Folk artist Doliver Morain lives on the fringes of society, but his bright, exuberant paintings have found their way into shops, hotels and galleries around Grenada, and even into a few homes thousands of miles away.
Words by Natasha Were
Existing at the most basic level, without running water or electricity, Doliver Morain certainly has no website or social media presence, so locating him from overseas is a challenge. Once on island, however, the coconut telegraph works wonders. A few queries lead first to Susan Mains, the owner of Art and Soul Gallery in Grand Anse, who has several of his paintings on display.
“Doliver is very unique,” she says, “not only because he paints intuitively, but because he is completely uninfluenced. He has no training, doesn’t study other artists’ work, yet some of his paintings look just like a Picasso.”
Rendered in vivid colour, his work is child-like in its simplicity. Susan’s current selection includes radiant scenes of beaches, offshore islands, mangroves, and big eyed fish. All share the same pink background – purely because that would have been the paint he had at the time. His hand-to-mouth existence, she explains, means that when the pink runs out, the pink series ends. If times are hard, he may stop painting altogether for a while.
To find him, I head north to the Petite Anse Hotel. The owners, I’m told, are mentors and avid supporters of Doliver and can give me directions to his home and studio.
The road north winds up the coast through charmingly ramshackle villages, where brightly painted cottages cling to steep hillsides and wooden fishing boats rest on black sand beaches. Gradually, the villages give way to dense, shady rainforest, where nature flourishes: clusters of bamboo lean out over fast flowing rivers, giant broad leafed trees reach towards the sun and branches bend under the weight of tropical fruits.
In the thick of this is Petit Anse Hotel. A large canvas in Doliver’s distinctive style hangs in reception, as if signalling I’m close. From there, it’s through Sauteurs and keep going straight at Chez Nora. I’ll know when I’ve arrived, I’m assured.
After a few minutes rumbling along a dirt track, a solitary shack comes into view. Its walls are covered in a jumble of paintings, number plates, bottles and, somewhere near the bottom, a hand painted sign declaring it the “Levera Museum of Art Across from it, a motley collection of figures, shaped from corrugated iron, sticks and wire, is dressed in cast off clothes and accessorised with recycled junk.
Doliver emerges from around the side of his hut, apparently delighted to receive visitors. Squeezing into his minute studio – it cannot measure more than 4 x 6 feet, with holes in the walls and roof – he shows off his collectibles.
The odds and ends he’s picked up along the way include broken musical instruments, fragments of ceramics, conch shells and, hanging from a beam, a musket. His ambition, when he has the funds to buy some more plywood, he says, is to extend the studio so that he can display his artefacts properly.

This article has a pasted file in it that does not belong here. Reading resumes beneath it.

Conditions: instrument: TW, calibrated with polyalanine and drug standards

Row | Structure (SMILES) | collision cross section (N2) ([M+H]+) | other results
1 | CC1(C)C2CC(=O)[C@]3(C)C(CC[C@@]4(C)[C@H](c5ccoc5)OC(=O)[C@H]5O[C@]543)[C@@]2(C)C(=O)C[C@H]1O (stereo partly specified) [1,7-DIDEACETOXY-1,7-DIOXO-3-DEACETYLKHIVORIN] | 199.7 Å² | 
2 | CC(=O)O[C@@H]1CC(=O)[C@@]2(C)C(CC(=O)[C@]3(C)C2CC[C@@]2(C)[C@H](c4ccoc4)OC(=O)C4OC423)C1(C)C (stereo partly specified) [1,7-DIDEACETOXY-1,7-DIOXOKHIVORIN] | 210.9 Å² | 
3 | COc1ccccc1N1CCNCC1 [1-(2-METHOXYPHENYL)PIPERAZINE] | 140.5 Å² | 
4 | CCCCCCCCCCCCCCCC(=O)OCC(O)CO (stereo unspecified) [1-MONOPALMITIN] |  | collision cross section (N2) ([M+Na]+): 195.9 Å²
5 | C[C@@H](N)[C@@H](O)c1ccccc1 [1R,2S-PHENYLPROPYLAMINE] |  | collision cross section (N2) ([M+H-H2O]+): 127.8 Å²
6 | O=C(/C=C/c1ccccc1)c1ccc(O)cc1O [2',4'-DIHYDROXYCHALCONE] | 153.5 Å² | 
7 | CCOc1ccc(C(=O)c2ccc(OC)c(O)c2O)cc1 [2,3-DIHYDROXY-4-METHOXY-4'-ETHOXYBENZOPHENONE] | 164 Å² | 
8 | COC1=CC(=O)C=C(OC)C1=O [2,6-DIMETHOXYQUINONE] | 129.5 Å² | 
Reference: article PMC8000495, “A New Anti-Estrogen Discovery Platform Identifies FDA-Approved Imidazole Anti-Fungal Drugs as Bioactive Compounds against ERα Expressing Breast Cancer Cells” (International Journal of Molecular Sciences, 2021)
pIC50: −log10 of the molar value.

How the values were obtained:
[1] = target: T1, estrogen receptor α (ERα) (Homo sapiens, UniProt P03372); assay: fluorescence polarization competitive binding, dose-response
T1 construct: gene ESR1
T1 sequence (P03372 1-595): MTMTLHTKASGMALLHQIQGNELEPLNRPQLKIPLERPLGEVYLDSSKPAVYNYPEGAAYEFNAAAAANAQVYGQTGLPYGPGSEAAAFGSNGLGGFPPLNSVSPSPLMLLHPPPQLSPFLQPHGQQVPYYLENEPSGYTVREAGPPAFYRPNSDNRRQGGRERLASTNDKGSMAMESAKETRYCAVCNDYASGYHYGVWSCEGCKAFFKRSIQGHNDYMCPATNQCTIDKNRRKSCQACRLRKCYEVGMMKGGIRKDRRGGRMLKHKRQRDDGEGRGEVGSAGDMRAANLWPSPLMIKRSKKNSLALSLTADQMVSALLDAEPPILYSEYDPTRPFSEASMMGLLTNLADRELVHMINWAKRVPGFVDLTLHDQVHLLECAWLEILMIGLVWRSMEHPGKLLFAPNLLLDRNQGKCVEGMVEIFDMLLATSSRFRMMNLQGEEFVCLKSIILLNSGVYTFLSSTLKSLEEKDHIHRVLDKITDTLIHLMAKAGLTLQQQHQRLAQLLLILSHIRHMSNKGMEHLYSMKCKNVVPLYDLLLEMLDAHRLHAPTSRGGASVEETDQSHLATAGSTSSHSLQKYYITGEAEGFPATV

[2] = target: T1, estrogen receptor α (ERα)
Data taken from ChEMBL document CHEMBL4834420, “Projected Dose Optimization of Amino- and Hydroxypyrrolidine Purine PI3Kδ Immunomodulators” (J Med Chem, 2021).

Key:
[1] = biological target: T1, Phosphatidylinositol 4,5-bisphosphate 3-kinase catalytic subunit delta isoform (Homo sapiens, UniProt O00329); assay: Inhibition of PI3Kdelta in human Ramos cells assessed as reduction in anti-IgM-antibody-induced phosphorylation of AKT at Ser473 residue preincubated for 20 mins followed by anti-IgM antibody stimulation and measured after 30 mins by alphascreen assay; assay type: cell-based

With limited space inside, most of his paintings are displayed outside. His inspiration is simply daily life. There’s a lady braidinga child’s hair, farmers harvesting cocoa, boats surrounded by his signature striped and spotted fish, and several portraits of public figures.
Across the road, his figures – or perhaps sculptures – also depict people going about their business. A lady cooks on an oil drum, a couple play draughts, and a band, complete with a drummer, bass players, vocalist and keyboards plays a silent symphony. Arranged under red, yellow and green bunting, they are quirky but also funny and irreverent: other figures include a uniformed police officer who guards his front door, a woman sitting on a toilet, and a gentleman who is, for lack of a more refined description, urinating.
Doliver would have been around 20 when he first picked up a paintbrush. It was three years after the 1979 revolution, he recalls, and the picture he painted was of the Americans dropping their troops in Grenada. He sold that painting for $60 dollars.
He’s been painting ever since, on whatever materials he can find. It might be old planks, used plywood, aluminium roofing or, when he has some cash to buy it, cotton canvas. Recently, he says, he found a bundle of fishing net on the beach. He spent hours untangling it, then hung it on the bush next to his sculptures, and decorated it with fish cut from old soda cans.
Doliver is a man living on the edge. His most basic needs are met, but there are no luxuries.
Yet as he sits in the shade of a tree, his paints lined up along a horizontal branch, with views of the sea and his sculptures for company, it is clear that what he sees when he looks at the world is not his own hardship, but the beauty around him. And it is that innocent delight he finds in daily life that he expresses through his art. Doliver Morain doesn’t just paint fish, birds and trees. He paints pure joy.
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